High street footwear spend is falling amid economic uncertainty and competition from etailers, but sporty and fast fashion styles are bucking the trend.
The UK’s footwear market is facing testing times. Spend in the total footwear sector has been in decline, and fell by 2% for the year to May 2017, research from consumer research consultancy Kantar Worldpanel indicates. More worryingly, sales in bricks-and-mortar stores fell by 5%. In March, value footwear retailer Brantano plunged into administration – it closed its last store this week – while its Alteri stablemate Jones Bootmaker teetered on the edge of collapse before being bought by private equity firm Endless in a pre-pack administration deal.
In addition, the drop in the value of sterling is starting to bite – Clarks boss Mike Shearwood and Shoe Zone chief executive Nick Davis have said profits at their businesses have been hit by exchange rate weakness – and the general election and Brexit negotiations have brought additional uncertainty. The footwear industry will have to adapt to changing consumer demands and seek out new business to find resilience and even growth.
“We have noticed the general footwear market is struggling with economic uncertainty,” explains Nivindya Sharma, senior editor at WGSN Instock. “Footwear and accessories are usually categories that are more protected when times get tough, as customers update their outfits with add-on purchases instead of clothing, but even some of the retailers that have big footwear departments are struggling.”
Sharma argues that customers are tightening their belts in preparation for the unknown outcomes from the ongoing Brexit negotiations, and the chaos that ensued from this month’s general election: “If customers do want to spend, they are going to spend in a much more considered way, buying one pair of shoes instead of two or three cheaper styles.”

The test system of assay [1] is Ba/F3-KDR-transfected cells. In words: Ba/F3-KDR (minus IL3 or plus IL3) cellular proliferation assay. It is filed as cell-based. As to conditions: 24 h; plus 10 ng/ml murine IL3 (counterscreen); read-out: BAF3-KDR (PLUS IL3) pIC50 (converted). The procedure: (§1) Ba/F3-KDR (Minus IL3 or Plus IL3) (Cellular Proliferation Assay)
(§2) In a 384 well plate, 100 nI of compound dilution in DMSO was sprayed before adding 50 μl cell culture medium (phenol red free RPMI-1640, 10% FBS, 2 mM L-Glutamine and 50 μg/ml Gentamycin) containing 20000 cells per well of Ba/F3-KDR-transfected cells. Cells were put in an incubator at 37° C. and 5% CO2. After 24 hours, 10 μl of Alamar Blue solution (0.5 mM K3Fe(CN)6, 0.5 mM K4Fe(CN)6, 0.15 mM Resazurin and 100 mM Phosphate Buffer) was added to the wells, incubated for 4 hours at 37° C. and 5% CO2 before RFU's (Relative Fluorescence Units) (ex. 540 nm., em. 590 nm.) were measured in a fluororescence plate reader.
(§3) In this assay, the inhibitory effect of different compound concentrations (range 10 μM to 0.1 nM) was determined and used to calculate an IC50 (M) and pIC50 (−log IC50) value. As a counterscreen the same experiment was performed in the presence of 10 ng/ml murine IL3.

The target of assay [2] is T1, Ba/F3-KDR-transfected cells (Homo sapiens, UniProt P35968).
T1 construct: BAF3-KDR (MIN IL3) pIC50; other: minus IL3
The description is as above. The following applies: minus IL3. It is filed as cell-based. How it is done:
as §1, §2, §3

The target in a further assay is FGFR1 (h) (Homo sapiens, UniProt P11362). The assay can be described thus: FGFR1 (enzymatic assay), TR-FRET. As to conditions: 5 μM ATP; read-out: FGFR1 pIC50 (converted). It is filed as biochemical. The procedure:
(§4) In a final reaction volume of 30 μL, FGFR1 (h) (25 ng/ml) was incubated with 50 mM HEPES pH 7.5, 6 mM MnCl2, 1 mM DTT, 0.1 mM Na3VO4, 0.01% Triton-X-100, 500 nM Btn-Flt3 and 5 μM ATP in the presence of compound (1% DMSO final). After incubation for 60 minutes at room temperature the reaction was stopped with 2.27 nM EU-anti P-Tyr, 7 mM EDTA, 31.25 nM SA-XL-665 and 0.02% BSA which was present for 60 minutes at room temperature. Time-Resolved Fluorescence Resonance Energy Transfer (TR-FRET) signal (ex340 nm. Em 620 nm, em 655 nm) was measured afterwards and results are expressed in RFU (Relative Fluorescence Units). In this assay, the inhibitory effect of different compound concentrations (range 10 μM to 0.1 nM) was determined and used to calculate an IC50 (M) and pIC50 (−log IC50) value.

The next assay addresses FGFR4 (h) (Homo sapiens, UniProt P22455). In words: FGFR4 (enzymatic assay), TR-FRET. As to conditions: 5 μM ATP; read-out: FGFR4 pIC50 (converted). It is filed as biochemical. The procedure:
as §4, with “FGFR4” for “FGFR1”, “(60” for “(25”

Jonathan Church, joint managing director of British shoe brand Joseph Cheaney, agrees that the footwear sector as a whole is suffering amid the turbulent political landscape.
“It’s certainly true to say that the trading environment is tougher this year,” he says. “But the quality end of the market does tend to hold up. The cost of raw materials has gone up, but those who import all their goods have been more affected by currency. It’s easier for made-in-England guys like us. We’ve strengthened the business by controlling distribution, adding more shops and growing ecommerce.”
He adds: “It’s certainly not all doom and gloom. A strong balance sheet will get you through. However, it is frustrating that some of the challenges facing the sector have been engineered by unnecessary decisions, such as Brexit and now the election.”
We turn around about 25 new styles every week … Speed is very, very important.
Adeel Fiaz, Ego
There are particular hurdles facing high street retailers’ footwear offers, especially in the fast fashion market. Increased competition has come from etailers Asos, Missguided and Boohoo, as well as footwear specialists such as Public Desire – winner of Best Online Footwear Offer at this year’s Drapers Footwear Awards – and Ego. Both Ego and Public Desire pride themselves on giving their young, trend-driven customer base the styles they see on influencers and celebrities at low prices.
“Our target market is 18-to-25-year-olds. They don’t want to pay a heavy price, but they do want celebrity-inspired styles, which we provide,” says Ego CEO Adeel Fiaz, who launched the online arm of the retailer in May 2015. “We turn around about 25 new styles every week and go from sample to delivery in 21 days. Speed is very, very important. Young girls don’t want to wait for the trends.”